The discovery of microscopic color-making structures in fossilized feathers has recently made it possible for scientists to picture dinosaurs and ancient birds in their natural hues.
To reconstruct the elusive color of feathered dinosaurs, scientists have zeroed in on melanosomes, melanin-loaded organelles typically present in the cells of the skin, hair and feathers whose colors (which range from black to brown to reddish) are each associated with a specific geometry. Though the visible color of melanosomes often degrades over time, their preserved size, shape and arrangement can give some hints about their original color.
But the melanosomes encased in feather fossils today could have a distorted shape that leads scientists to the wrong conclusion about their true color, according to the new study.
Since scientists don't have hundreds of millions of years to watch how feather fossilization takes place from start to finish, Maria McNamara, of the University of Bristol, and her colleagues simulated a long burial by popping bird feathers into an autoclave, subjecting them to temperatures up to 482 degrees Fahrenheit (250 degrees Celsius) and intense pressure, about 250 times that of the atmosphere. The researchers found that the melanosomes shrank under these harsh conditions. [In Photos: Reconstructing Microraptor's Black Feathers]
Some scientists who have studied the color of fossilized feathers say they took this shrinkage into consideration and don't believe revisions are in order.
Ryan Carney, a researcher at Brown University, worked on a study of the feathers of Archaeopteryx, a species once considered to be the earliest bird that lived about 150 million years ago in what is now Bavaria in Germany. Carney and his colleagues, who published their findings last year, concluded that Archaeopteryx had a black plumage based on an electron microscope-view of hundreds of melanosomes found within a fossil.
Carney told LiveScience that although the melanosomes shrink over time, their original shape leaves an imprint in the rock.
"In the Archaeopteryx feather for example, we found that length and width of melanosomes were significantly smaller compared to those of imprints, and the shrinkage was actually quite similar to that of the McNamara et al. experiment," Carney wrote in an email.
Another researcher, Jakob Vinther, of the University of Bristol, who worked on the Archaeopteryx study — as well as feather-color reconstructions for the giant penguin Inkayacu paracasensis and the Microraptor — echoed Carney's remarks in comments to the journal Nature.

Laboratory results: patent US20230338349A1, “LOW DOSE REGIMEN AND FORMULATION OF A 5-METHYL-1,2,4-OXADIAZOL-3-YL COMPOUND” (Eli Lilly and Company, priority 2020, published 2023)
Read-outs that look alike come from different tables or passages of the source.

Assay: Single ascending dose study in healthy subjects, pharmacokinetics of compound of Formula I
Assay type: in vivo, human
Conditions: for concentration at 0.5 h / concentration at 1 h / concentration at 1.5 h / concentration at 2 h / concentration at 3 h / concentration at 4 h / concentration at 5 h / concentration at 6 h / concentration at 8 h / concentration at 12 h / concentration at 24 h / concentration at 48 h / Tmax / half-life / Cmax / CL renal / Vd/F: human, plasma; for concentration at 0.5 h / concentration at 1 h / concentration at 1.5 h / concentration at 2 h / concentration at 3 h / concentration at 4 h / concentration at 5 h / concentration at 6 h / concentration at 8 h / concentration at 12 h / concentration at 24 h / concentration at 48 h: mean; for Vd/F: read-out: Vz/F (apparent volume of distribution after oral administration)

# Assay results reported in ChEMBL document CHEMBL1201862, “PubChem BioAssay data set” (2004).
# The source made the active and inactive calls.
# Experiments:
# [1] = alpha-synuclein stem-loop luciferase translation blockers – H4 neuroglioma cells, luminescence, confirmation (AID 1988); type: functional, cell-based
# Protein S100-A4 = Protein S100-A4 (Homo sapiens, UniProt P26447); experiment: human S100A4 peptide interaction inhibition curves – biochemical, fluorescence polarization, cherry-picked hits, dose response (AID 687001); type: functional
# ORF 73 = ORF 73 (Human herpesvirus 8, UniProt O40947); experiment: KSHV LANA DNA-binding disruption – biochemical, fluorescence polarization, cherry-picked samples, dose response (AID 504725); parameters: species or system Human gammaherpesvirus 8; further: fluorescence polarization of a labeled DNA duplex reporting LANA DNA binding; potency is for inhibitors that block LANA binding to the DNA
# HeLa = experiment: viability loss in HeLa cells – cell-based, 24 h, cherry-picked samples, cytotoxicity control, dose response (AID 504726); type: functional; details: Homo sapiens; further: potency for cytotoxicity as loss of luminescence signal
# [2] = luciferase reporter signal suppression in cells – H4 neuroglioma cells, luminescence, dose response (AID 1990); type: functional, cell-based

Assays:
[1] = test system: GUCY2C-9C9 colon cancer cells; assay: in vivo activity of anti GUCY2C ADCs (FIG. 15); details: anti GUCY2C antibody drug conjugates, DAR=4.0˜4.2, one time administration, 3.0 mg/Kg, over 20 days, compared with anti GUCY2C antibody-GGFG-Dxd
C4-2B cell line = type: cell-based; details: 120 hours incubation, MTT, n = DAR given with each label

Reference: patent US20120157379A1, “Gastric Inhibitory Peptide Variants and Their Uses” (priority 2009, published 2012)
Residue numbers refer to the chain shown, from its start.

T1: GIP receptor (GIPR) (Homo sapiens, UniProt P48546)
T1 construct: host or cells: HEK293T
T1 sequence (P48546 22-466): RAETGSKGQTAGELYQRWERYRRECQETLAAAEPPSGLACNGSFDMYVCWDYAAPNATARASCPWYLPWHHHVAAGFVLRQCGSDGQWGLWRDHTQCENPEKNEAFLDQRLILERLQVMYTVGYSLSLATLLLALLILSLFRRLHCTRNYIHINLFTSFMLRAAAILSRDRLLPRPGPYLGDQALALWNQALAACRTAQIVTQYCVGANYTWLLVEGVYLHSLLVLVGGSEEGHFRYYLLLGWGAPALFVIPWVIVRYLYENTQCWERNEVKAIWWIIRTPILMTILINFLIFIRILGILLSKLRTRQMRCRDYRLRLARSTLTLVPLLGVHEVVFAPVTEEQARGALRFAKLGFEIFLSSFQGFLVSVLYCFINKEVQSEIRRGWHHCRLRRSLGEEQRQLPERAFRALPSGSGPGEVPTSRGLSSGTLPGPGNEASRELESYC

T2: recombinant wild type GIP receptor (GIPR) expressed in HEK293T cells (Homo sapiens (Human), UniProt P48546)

Even so, McNamara said another important finding of her study was that melanosomes survive fossilization even after the disappearance other non-melanin color traces, such as carotenoids, which can create brilliant shades of orange. Yellow, red, green and blue feathers all turned black during the experiments because their non-melanin pigments were destroyed and only the melanosomes survived, McNamara told LiveScience. So finding melanosomes might not necessarily mean the feathers were originally black, brown, or reddish, she added.
"The bottom line is that until we understand how the fossilisation process affects these colour-producing chemicals and structures, and until we know how to look for evidence of these in fossils, there's really no point in attempting to reconstruct colour of feathers based on melanosomes alone," McNamara wrote in an email.
The goal of figuring out the true color of dinosaur feathers goes beyond achieving better paleo-art; colors could offer a rare glimpse into the behavior of long-gone creatures.
As modern animals use their plumage in mating signals, warning signs and camouflage, body color "could yield unique insights into how ancient animals communicated with each other, and how the communication strategies used by modern animals have evolved," McNamara said.
Carney added that color could even give clues about the development of dinosaur flight.
"For example, the melanin in the Archaeopteryx wing feather would not only have provided black coloration, but also increased structural integrity that would have been advantageous during this early evolutionary stage of dinosaur flight," he wrote.
McNamara's results were published March 27 in the journal Biology Letters.